Ineffable sentence example

ineffable
  • " I had forgotten all; I knew not what was passing in me; with my soul rather than my senses, I breathed an air of ineffable sweetness.
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  • Neoplatonism seeks this in the ecstatic intuition of the ineffable One.
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  • Our deepest encounter with God is sometimes almost ineffable, almost inexpressible.
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  • God the Father was ineffable.
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  • In the latter sense it was chiefly used by the Gnostic sects to denote those eternal beings or manifestations which emanated from the one incomprehensible and ineffable God.
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  • Hopefully, meanwhile, something about the film remains ineffable until next time.
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  • Yet do I hymn Thine ineffable condescension, O Word!
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  • Furthermore no senses operate at this level and the nature of the Atman is ultimately ineffable.
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  • At the end of the paper it is suggested that this trace of nature in humanity is not ineffable or obscure.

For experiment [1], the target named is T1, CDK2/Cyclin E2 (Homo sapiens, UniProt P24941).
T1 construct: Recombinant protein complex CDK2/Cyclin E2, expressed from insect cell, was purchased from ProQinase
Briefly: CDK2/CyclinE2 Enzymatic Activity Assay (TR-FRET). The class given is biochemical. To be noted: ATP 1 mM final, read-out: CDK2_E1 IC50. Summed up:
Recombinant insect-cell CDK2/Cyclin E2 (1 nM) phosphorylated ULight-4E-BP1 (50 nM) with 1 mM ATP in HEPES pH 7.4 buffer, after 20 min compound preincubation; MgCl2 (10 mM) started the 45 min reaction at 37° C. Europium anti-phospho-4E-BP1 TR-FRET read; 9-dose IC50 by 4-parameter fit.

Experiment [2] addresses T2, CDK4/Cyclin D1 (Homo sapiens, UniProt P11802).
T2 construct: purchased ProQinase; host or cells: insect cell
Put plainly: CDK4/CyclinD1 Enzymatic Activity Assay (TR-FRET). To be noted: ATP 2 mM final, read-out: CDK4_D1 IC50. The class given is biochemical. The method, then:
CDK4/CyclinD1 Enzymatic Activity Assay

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  • From generation to generation, the wonder evoked by this ineffable mystery never ceases.
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  • You can't have moral debate when the cornerstone of that debate believes in nothing but his own ineffable rightness.
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  • Josephus, who as a priest knew the pronunciation of the name, declares that religion forbids him to divulge it; Philo calls it ineffable, and says that it is lawful for those only whose ears and tongues are purified by wisdom to hear and utter it in a holy place (that is, for priests in the Temple); and in another passage, commenting on Lev.
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  • At first all will be dark and comfortless; but if thou persevere day and night, thou wilt feel an ineffable jay; and no sooner has the soul discovered the place of the heart than it is involved in a mystic and ethereal light."
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  • You ca n't have moral debate when the cornerstone of that debate believes in nothing but his own ineffable rightness.
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  • Hence, cats will usually purr when they are being stroked or are lost in some ineffable trance as they busily tear apart a bedspread.
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  • The consonants of the word to be substituted are ordinarily written in the margin; but inasmuch as Adonay was regularly read instead of the ineffable name Jhvh, it was deemed unnecessary to note the fact at every occurrence.
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  • Never was man more free than Latimer from the taint of fanaticism or less dominated by " vainglory," but the motives which now inspired his courage not only placed him beyond the influence of fear, but enabled him to taste in dying an ineffable thrill of victorious achievement.